Oh for God's sake: Amity Shlaes is at it again, pimping out Atlas Shrugged as the owner's manual for Glibertarians trying to find their way through the awful Obama years:
Some assumed the late libertarian philosopher would fall from view when the Berlin Wall fell. Or that at least there would be a sense of mission accomplished. One Rand fan, former Federal Reserve Chairman Alan Greenspan, wrote in his memoir that he regretted Rand hadn't lived until 1989 or 1990. She'd missed the collapse of communism that she had so often predicted.
But "Atlas Shrugged" is becoming a political "Harry Potter" because Rand shone a spotlight on a problem that still exists: Not pre-1989 Soviet communism, but 2009-style state capitalism. Rand depicted government and companies colluding in the name of economic rescue at the expense of the entrepreneur. That entrepreneur is like the titan Atlas who carries the rest of the world on his shoulders – until he doesn't.
Thankfully Libertarians are a distinct minority today, and tend to actually be Right-wingers who carp about big-government unless it's helping line their pockets.
But then Shlaes actually, well, lies by misdirection and illogic:
In 1986, a year when "Atlas Shrugged" sold 60,000 to 80,000 copies, the top 1 percent of earners paid 26 percent of the income tax. By 2000, that 1 percent was paying 37 percent, and "Atlas Shrugged" sales were at 120,000. By 2006, the top 1 percent carried 40 percent of the burden.
Yet President Barack Obama has made it clear he would like to see the rich pay a greater share. Anyone irked at that prospect can find consolation in Rand's fantasy, in which the most valued professionals evaporate from the work place because of such demands.
Going Galt, as it's called today. Yes, such producers of goods and services as hedge fund managers and Wall St. buffoons going Galt will be disastrous . . . for hedge fund managers and Wall St. buffoons.
Here's the real story on taxes and wealth in the USofA. It's a fairly long piece from the Univ. Ca. Santa Cruz (likely a communist front), but it spells out just where our tax burden is. (Hint: it's really not the über-wealthy!):
In the United States, wealth is highly concentrated in a relatively few hands. As of 2004, the top 1% of households (the upper class) owned 34.3% of all privately held wealth, and the next 19% (the managerial, professional, and small business stratum) had 50.3%, which means that just 20% of the people owned a remarkable 85%, leaving only 15% of the wealth for the bottom 80% (wage and salary workers). In terms of financial wealth (total net worth minus the value of one's home), the top 1% of households had an even greater share: 42.2%. Table 1 and Figure 1 present further details drawn from the careful work of economist Edward N. Wolff at New York University (2007).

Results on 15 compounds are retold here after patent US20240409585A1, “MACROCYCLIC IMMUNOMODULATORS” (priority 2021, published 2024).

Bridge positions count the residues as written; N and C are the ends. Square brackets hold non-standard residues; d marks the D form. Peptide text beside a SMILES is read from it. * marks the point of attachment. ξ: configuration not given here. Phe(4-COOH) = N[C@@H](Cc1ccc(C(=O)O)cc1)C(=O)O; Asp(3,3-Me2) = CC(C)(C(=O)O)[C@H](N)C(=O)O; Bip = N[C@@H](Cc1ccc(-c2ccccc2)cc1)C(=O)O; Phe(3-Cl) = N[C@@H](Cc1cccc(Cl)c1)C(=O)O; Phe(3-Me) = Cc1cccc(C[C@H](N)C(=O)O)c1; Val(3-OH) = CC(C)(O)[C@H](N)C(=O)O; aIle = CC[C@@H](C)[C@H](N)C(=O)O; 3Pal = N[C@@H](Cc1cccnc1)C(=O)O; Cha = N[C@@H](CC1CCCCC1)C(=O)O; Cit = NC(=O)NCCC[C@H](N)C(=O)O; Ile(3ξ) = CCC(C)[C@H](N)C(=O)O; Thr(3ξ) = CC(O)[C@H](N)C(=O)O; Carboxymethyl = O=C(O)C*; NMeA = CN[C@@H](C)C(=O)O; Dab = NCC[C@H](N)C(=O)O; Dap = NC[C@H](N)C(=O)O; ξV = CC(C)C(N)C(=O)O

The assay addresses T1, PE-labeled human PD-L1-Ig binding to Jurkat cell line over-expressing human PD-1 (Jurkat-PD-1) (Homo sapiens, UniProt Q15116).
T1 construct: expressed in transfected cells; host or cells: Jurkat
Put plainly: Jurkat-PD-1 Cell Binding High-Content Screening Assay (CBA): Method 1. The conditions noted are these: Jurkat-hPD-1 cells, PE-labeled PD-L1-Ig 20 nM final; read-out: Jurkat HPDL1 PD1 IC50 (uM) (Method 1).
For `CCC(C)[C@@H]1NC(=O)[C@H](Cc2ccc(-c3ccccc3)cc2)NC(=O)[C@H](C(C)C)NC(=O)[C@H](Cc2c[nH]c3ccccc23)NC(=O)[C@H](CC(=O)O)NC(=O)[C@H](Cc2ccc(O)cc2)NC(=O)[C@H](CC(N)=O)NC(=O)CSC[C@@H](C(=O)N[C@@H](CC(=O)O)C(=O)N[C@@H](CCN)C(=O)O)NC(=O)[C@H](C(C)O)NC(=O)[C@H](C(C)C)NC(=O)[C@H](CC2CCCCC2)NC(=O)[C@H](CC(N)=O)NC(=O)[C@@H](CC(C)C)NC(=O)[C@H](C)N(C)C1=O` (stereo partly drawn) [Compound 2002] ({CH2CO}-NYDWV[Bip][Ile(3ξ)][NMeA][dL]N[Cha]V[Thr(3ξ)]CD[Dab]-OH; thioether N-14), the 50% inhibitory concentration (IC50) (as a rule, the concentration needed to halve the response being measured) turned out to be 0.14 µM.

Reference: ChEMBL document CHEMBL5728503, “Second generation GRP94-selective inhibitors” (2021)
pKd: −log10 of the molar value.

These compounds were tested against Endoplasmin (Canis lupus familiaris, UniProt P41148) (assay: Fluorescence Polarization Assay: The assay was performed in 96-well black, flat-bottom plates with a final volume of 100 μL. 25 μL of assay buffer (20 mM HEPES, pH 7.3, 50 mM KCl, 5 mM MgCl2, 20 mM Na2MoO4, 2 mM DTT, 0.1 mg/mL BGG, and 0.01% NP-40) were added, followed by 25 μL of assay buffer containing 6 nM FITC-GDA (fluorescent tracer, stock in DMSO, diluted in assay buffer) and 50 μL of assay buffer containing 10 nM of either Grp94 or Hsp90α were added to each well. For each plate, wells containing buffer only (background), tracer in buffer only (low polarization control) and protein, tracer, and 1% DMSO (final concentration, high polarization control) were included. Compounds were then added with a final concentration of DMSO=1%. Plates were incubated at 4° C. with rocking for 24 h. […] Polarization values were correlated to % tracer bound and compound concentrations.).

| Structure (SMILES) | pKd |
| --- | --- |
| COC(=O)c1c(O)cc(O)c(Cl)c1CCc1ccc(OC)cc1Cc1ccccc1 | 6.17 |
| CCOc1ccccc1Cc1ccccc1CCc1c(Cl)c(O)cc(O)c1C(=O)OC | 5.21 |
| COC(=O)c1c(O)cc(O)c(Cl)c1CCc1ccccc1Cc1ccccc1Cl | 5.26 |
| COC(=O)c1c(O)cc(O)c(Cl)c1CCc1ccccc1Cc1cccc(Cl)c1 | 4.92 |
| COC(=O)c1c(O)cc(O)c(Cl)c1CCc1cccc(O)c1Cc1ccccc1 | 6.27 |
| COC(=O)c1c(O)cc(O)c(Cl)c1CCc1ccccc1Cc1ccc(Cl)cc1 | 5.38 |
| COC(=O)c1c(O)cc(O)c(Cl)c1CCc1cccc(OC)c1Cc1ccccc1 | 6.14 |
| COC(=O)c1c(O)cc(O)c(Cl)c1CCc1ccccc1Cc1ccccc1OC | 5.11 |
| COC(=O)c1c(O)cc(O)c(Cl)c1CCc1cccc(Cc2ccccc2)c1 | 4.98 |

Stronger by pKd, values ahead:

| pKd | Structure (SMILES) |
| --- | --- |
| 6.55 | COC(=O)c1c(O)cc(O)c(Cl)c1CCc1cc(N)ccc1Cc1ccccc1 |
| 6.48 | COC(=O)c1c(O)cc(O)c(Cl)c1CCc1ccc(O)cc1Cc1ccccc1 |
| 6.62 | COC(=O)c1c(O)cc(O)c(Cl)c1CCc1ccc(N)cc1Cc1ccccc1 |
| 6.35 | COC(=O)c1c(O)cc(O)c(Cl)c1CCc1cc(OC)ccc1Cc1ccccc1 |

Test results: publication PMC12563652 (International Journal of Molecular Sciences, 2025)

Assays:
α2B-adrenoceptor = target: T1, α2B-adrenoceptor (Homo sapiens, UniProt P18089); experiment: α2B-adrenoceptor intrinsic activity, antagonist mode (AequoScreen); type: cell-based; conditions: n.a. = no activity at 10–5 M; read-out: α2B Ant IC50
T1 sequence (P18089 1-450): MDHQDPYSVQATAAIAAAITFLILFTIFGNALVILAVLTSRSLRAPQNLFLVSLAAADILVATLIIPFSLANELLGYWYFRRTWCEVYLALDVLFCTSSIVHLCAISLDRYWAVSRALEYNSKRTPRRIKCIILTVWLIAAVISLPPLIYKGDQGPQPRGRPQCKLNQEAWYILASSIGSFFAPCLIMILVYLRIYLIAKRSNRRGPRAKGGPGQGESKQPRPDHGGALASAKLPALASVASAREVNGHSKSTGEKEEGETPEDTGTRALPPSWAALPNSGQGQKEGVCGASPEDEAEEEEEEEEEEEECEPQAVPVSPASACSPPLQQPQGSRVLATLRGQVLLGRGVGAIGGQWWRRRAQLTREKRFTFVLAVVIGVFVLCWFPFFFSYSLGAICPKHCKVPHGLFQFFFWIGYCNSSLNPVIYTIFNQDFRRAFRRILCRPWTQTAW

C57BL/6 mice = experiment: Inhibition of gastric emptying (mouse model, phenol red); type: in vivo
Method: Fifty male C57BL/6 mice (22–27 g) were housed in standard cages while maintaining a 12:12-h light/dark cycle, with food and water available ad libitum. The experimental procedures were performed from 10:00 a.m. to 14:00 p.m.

. . . Here are some dramatic facts that sum up how the wealth distribution became even more concentrated between 1983 and 2004, in good part due to the tax cuts for the wealthy and the defeat of labor unions: Of all the new financial wealth created by the American economy in that 21-year-period, fully 42% of it went to the top 1%. A whopping 94% went to the top 20%, which of course means that the bottom 80% received only 6% of all the new financial wealth generated in the United States during the '80s, '90s, and early 2000s (Wolff, 2007).
. . . A key factor behind the high concentration of income, and the likely reason that the concentration has been increasing, can be seen by examining the distribution of what is called "capital income": income from capital gains, dividends, interest, and rents. In 2003, just 1% of all households -- those with after-tax incomes averaging $701,500 -- received 57.5% of all capital income, up from 40% in the early 1990s. On the other hand, the bottom 80% received only 12.6% of capital income, down by nearly half since 1983, when the bottom 80% received 23.5%. Figure 5 and Table 7 provide the details.
Figure 5: Share of capital income earned by top 1% and bottom 80%, 1979-2003 (From Shapiro & Friedman, 2006.)
So no need for worrying about the tax burdens on poor Donald Trump or George Soros. They're doing quite well, thank you.
And Shlaes will continue receiving wingnut welfare and deluding the already delusional.
Here's Warren Buffet on the American taxation system: